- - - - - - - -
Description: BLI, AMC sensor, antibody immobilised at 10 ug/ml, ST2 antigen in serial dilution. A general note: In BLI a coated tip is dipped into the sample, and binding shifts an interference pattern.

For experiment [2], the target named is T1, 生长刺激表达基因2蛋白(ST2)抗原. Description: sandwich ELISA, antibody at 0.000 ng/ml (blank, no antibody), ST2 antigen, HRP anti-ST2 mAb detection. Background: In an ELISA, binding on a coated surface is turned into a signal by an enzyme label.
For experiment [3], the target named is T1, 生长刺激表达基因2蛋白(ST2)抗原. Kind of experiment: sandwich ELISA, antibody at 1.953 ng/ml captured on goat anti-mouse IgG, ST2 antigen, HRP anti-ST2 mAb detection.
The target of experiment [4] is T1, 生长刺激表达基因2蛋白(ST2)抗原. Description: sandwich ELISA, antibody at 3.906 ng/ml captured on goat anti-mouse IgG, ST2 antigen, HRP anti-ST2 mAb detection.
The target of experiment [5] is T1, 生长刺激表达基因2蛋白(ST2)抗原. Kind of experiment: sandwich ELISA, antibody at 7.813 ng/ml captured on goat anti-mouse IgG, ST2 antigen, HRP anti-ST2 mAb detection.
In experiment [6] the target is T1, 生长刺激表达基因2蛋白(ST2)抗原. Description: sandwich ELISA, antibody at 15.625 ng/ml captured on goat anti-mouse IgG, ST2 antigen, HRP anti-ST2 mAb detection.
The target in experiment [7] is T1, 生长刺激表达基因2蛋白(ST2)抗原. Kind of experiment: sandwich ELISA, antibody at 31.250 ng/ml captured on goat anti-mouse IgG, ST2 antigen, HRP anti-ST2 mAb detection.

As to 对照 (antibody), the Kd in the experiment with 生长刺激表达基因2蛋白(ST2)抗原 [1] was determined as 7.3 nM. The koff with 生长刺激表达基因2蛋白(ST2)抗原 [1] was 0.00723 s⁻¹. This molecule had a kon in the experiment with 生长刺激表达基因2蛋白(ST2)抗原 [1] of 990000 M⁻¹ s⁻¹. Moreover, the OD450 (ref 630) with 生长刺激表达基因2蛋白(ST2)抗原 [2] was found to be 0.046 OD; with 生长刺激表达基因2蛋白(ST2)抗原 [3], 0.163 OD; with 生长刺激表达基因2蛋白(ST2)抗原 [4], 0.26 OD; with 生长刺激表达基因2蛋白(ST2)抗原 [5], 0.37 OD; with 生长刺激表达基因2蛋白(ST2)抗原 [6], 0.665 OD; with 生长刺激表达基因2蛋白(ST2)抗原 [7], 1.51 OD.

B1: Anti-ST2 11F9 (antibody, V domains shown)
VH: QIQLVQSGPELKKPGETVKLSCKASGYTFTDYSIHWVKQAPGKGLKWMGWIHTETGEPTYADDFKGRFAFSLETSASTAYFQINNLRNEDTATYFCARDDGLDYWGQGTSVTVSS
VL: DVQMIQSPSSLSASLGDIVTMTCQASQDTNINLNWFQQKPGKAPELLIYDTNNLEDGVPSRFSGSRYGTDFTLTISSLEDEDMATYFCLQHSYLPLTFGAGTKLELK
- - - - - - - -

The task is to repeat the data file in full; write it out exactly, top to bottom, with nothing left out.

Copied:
Description: BLI, AMC sensor, antibody immobilised at 10 ug/ml, ST2 antigen in serial dilution. A general note: In BLI a coated tip is dipped into the sample, and binding shifts an interference pattern.

For experiment [2], the target named is T1, 生长刺激表达基因2蛋白(ST2)抗原. Description: sandwich ELISA, antibody at 0.000 ng/ml (blank, no antibody), ST2 antigen, HRP anti-ST2 mAb detection. Background: In an ELISA, binding on a coated surface is turned into a signal by an enzyme label.
For experiment [3], the target named is T1, 生长刺激表达基因2蛋白(ST2)抗原. Kind of experiment: sandwich ELISA, antibody at 1.953 ng/ml captured on goat anti-mouse IgG, ST2 antigen, HRP anti-ST2 mAb detection.
The target of experiment [4] is T1, 生长刺激表达基因2蛋白(ST2)抗原. Description: sandwich ELISA, antibody at 3.906 ng/ml captured on goat anti-mouse IgG, ST2 antigen, HRP anti-ST2 mAb detection.
The target of experiment [5] is T1, 生长刺激表达基因2蛋白(ST2)抗原. Kind of experiment: sandwich ELISA, antibody at 7.813 ng/ml captured on goat anti-mouse IgG, ST2 antigen, HRP anti-ST2 mAb detection.
In experiment [6] the target is T1, 生长刺激表达基因2蛋白(ST2)抗原. Description: sandwich ELISA, antibody at 15.625 ng/ml captured on goat anti-mouse IgG, ST2 antigen, HRP anti-ST2 mAb detection.
The target in experiment [7] is T1, 生长刺激表达基因2蛋白(ST2)抗原. Kind of experiment: sandwich ELISA, antibody at 31.250 ng/ml captured on goat anti-mouse IgG, ST2 antigen, HRP anti-ST2 mAb detection.

As to 对照 (antibody), the Kd in the experiment with 生长刺激表达基因2蛋白(ST2)抗原 [1] was determined as 7.3 nM. The koff with 生长刺激表达基因2蛋白(ST2)抗原 [1] was 0.00723 s⁻¹. This molecule had a kon in the experiment with 生长刺激表达基因2蛋白(ST2)抗原 [1] of 990000 M⁻¹ s⁻¹. Moreover, the OD450 (ref 630) with 生长刺激表达基因2蛋白(ST2)抗原 [2] was found to be 0.046 OD; with 生长刺激表达基因2蛋白(ST2)抗原 [3], 0.163 OD; with 生长刺激表达基因2蛋白(ST2)抗原 [4], 0.26 OD; with 生长刺激表达基因2蛋白(ST2)抗原 [5], 0.37 OD; with 生长刺激表达基因2蛋白(ST2)抗原 [6], 0.665 OD; with 生长刺激表达基因2蛋白(ST2)抗原 [7], 1.51 OD.

B1: Anti-ST2 11F9 (antibody, V domains shown)
VH: QIQLVQSGPELKKPGETVKLSCKASGYTFTDYSIHWVKQAPGKGLKWMGWIHTETGEPTYADDFKGRFAFSLETSASTAYFQINNLRNEDTATYFCARDDGLDYWGQGTSVTVSS
VL: DVQMIQSPSSLSASLGDIVTMTCQASQDTNINLNWFQQKPGKAPELLIYDTNNLEDGVPSRFSGSRYGTDFTLTISSLEDEDMATYFCLQHSYLPLTFGAGTKLELK